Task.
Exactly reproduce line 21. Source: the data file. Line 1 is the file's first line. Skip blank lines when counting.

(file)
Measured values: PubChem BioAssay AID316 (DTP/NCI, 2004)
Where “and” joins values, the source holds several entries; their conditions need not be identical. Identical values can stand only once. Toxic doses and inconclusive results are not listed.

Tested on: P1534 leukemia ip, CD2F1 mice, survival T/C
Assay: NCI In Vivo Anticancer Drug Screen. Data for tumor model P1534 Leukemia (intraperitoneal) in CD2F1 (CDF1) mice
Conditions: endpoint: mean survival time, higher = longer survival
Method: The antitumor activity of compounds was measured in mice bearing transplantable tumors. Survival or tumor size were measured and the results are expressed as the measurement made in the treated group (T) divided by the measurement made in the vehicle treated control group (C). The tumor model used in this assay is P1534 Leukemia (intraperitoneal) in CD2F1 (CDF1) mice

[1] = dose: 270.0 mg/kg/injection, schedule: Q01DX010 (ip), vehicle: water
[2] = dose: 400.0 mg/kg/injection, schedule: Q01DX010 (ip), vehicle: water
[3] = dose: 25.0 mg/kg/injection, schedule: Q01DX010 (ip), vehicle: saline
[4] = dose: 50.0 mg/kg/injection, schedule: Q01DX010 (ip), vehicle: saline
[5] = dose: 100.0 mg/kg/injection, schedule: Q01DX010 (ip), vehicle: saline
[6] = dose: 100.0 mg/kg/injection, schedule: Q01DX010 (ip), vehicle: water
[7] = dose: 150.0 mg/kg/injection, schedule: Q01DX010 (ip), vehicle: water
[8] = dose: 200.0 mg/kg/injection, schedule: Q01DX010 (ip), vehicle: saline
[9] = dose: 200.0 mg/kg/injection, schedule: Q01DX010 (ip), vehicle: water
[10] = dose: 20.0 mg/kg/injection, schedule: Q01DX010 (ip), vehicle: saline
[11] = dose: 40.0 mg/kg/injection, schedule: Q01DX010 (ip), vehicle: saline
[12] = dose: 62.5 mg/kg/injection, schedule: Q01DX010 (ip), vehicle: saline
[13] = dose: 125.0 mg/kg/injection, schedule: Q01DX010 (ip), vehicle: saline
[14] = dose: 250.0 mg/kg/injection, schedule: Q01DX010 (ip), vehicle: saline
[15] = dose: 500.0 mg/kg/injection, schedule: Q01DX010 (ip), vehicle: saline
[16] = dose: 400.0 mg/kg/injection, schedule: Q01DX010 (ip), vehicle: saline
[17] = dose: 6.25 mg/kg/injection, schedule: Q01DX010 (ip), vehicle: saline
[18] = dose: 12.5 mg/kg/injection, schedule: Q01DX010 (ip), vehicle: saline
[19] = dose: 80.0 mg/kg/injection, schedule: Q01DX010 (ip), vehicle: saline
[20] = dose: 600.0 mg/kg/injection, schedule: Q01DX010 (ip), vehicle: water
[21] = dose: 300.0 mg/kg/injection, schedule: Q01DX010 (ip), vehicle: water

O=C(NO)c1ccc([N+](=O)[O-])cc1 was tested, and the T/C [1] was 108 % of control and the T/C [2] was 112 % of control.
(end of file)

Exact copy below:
[15] = dose: 500.0 mg/kg/injection, schedule: Q01DX010 (ip), vehicle: saline